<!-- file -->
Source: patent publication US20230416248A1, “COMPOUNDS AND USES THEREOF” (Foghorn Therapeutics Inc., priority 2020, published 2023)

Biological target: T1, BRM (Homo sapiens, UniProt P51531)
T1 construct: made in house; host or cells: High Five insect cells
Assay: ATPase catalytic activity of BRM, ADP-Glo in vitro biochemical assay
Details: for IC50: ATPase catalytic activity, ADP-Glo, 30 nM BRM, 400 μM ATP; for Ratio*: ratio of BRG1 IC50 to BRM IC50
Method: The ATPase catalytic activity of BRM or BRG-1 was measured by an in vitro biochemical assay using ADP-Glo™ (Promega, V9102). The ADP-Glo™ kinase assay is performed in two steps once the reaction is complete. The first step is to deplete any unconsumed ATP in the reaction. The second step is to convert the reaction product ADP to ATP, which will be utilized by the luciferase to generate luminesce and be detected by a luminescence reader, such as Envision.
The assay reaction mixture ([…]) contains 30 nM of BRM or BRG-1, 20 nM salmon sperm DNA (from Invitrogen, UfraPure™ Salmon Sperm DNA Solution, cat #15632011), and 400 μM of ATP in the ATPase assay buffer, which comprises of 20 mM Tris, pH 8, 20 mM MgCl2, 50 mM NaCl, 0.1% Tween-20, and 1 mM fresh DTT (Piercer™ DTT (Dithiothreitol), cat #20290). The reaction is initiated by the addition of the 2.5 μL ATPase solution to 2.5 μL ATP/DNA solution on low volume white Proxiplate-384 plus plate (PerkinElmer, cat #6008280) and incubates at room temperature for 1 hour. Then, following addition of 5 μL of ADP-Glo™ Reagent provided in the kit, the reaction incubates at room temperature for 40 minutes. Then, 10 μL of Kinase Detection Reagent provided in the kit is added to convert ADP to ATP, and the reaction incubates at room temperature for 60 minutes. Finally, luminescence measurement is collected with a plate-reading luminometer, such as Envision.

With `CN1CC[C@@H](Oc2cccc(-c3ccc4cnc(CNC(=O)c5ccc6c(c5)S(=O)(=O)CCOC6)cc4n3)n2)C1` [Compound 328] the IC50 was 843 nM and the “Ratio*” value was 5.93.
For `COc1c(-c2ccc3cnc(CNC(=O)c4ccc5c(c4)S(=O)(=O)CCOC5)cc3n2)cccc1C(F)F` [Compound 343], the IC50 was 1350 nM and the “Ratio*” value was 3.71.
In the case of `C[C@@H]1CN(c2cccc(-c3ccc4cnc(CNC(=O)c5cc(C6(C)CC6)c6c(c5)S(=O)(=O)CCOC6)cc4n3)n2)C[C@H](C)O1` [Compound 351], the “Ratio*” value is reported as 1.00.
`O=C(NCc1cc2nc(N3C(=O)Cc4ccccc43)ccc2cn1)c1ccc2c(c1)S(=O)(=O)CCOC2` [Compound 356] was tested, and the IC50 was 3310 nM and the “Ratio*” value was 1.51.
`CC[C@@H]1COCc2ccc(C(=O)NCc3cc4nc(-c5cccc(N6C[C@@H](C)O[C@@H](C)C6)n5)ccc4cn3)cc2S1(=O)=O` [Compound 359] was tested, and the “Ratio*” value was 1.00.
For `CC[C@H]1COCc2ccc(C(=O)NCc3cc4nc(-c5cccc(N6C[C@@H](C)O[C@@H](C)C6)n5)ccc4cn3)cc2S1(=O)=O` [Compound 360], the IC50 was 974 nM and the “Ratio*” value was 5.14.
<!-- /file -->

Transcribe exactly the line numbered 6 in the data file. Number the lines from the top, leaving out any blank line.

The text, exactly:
Method: The ATPase catalytic activity of BRM or BRG-1 was measured by an in vitro biochemical assay using ADP-Glo™ (Promega, V9102). The ADP-Glo™ kinase assay is performed in two steps once the reaction is complete. The first step is to deplete any unconsumed ATP in the reaction. The second step is to convert the reaction product ADP to ATP, which will be utilized by the luciferase to generate luminesce and be detected by a luminescence reader, such as Envision.